UPDATE: Community raises money for paralyzed teen's treatment
Austin Whitten, the LaFayette High schooler who was paralyzed in a swimming accident two years ago has raised the money needed for stem cell treatment.
The treatment offers the possibility of walking again.
Over the last few months, the community has rallied together to help out his family raising 40-thousand dollars.
LAFAYETTE, GA (WRCB) - A North Georgia community is rallying around a teenage boy paralyzed in a swimming accident. LaFayette high schooler Austin Whitten broke his neck diving into a swimming pool two years ago and has been in a wheelchair ever since. Now he's been approved for a treatment that offers the possibility of walking again if his family can come up with the money. That's where the community hopes to help.
It'll be exactly two years on June 9th that LaFayette High School athlete Austin Whitten has been confined to a wheelchair, but he just got some exciting news. He's been approved for treatment at the Stem Cell Institute in Panama to try to repair his injured spinal cord and possibly get him out of that chair.
"Feels like it just happened yesterday and I look back it's like it happened almost two years ago," Austin Whitten said.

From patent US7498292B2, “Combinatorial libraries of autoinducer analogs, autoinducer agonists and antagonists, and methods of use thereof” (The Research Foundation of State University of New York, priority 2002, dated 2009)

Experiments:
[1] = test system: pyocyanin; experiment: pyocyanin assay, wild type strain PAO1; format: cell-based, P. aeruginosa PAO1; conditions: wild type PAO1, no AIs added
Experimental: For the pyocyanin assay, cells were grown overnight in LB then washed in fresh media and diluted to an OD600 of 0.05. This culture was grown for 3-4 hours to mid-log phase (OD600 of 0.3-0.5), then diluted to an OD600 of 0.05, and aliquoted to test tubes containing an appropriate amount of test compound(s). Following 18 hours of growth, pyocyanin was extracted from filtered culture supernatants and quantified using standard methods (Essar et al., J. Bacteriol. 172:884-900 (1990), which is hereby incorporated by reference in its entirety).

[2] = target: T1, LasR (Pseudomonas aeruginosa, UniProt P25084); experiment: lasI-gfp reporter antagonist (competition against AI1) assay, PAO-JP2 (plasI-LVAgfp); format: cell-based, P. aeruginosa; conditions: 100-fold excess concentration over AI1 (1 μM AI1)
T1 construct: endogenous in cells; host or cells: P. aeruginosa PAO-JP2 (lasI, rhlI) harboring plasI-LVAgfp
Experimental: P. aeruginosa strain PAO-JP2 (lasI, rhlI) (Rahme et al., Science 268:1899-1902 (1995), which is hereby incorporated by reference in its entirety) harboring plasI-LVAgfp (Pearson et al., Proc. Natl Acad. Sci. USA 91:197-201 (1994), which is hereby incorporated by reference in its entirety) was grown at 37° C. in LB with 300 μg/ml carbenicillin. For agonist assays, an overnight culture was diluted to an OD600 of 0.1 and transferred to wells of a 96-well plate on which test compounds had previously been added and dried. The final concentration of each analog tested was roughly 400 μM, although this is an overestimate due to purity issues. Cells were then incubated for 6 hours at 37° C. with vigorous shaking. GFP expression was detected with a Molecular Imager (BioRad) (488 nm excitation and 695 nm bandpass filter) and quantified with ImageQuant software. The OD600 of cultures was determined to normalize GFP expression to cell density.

"As a mom it's still hard. It still breaks your heart and I have those slap you in the face moments," his mom Angie Whitten said.
In a moment that changed his life forever, Austin dove into a swimming pool and broke his neck, which left him paralyzed.
"When my accident first happened I didn't have anything for the first two months or so," Austin said.
But with continued therapy and determination, the 17-year-old now has sporadic moments of feeling sensations in different parts of his body.
"I love it every time he says something hurts, I'm like yes!" Angie said.
That encouragement is escalating. Doctors just approved him for treatment that injects stem cells to regenerate the injured areas of his spinal cord in an effort to get him back on his feet.
The only thing stopping him from trying it, is the around $40,000 price tag on the month-long treatment in Panama. That's where some locals are hoping to help. A few local businesses have pledged donations and are encouraging others to do the same.
"A lot of money, but you can't put a price tag on walking and you can't put a price on a young man's happiness and if we can do this and help him as a community, I think it'd be a very admirable this for anybody to do," Southern Traditions Owner Clay Martin said.
"Would definitely mean a lot, but I hate asking for help. I hate it," Austin said.
The Whittens say they're thankful the community's support and their faith is guiding them toward this recently opened door.
"The verse that stuck to me is Philippians 4:13 I can do all things through Christ who strengthens me," Austin said.
If you'd like to donate to Austin's recovery, an account is setup at the Bank of LaFayette. There's also a website: http://www.gofundme.com/9rs354
With summer here, the Whittens also want Austin's story to serve as a reminder about pool safety and how dangerous diving can be.